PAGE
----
Hyundai further stated that since its antitheft device has been installed as standard equipment on the Azera line since MY 2006 and that it is the first vehicle line that comprises both an immobilizer and an alarm system as standard equipment for the U.S. market, there is currently no available theft rate data for Hyundai vehicle lines that have Start Printed Page 39662been installed with similar devices. However, by supplemental letter dated May 16, 2007, Hyundai submitted further data to support its belief that its device will be at least as effective as comparable devices installed on other vehicle lines previously granted exemptions by the agency.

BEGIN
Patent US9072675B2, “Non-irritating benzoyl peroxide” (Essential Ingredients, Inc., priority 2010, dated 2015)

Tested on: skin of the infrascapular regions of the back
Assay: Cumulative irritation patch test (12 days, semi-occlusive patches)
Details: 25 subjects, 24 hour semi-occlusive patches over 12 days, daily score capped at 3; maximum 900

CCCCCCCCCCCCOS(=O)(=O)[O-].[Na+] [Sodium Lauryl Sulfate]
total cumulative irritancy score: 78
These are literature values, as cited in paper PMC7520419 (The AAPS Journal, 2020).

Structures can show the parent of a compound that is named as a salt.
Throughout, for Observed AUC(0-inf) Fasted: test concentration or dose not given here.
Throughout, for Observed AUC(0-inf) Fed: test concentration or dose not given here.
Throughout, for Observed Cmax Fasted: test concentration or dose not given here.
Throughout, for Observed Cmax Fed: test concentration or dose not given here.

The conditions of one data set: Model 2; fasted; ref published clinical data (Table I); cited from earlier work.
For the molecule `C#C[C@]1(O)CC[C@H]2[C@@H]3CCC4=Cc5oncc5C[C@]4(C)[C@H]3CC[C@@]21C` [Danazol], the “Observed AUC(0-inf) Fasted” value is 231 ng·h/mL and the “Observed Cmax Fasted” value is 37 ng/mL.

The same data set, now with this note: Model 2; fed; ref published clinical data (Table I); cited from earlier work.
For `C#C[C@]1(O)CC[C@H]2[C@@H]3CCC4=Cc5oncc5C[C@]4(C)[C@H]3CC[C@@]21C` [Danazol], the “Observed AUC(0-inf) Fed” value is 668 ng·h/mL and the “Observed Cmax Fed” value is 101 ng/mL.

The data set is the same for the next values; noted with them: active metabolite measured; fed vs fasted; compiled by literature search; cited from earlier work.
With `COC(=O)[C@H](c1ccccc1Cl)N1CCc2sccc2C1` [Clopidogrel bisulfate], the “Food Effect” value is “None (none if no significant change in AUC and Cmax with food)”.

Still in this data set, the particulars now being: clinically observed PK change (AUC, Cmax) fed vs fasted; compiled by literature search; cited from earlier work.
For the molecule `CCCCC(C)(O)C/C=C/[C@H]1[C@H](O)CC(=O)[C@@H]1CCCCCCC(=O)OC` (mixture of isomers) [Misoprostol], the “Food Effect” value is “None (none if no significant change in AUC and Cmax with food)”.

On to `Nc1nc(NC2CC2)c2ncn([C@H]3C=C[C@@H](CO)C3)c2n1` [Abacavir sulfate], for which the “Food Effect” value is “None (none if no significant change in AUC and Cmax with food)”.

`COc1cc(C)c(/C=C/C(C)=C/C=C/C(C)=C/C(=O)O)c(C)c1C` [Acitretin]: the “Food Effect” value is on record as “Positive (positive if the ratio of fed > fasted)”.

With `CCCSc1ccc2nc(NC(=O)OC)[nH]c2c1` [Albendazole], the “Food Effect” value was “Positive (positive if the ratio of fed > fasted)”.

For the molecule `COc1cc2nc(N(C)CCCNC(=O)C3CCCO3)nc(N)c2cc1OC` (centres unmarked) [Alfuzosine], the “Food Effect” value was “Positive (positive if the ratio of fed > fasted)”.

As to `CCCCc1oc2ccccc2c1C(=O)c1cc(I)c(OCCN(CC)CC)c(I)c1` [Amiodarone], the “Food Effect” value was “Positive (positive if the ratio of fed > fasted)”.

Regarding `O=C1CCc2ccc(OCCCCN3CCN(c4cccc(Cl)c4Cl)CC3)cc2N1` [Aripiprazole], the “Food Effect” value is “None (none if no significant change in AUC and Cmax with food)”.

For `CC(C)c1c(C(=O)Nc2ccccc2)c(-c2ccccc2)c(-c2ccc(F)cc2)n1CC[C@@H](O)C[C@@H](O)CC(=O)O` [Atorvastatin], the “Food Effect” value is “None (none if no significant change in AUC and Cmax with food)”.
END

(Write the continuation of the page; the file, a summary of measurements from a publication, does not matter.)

Hyundai further stated that it believes that the GM Pass-Key and Ford Securilock devices contain components that are functionally and operationally similar to its device. Hyundai also stated that the theft data from the National Crime Information Center (NCIC) show a clear reduction in vehicle thefts after the introduction of the GM and Ford devices. Therefore, Hyundai believes that its device will be at least as effective as those GM and Ford devices that have been installed on lines previously granted exemptions by the agency. Hyundai provided theft rate data for the Chevrolet Camaro and Pontiac Firebird vehicle lines showing a substantial reduction in theft rates comparing the lines between pre- and post-introduction of the Pass-Key device. Hyundai also provided “percent reduction” data for theft rates between pre- and post-production years for the Ford Taurus and Mustang, and Oldsmobile Toronado and Buick Riviera vehicle lines normalized to the three-year average of the Camaro and Firebird pre-introduction data. Hyundai stated that the data shows a dramatic reduction of theft rates due to the introduction of devices substantially similar to the Hyundai immobilizer device. Specifically, the Taurus, Mustang, Riviera and Toronado vehicle lines showed a 63, 70, 80 and 58 percent theft rate reductions respectively, between pre- and post-introduction of immobilizer devices as standard equipment on these vehicle lines.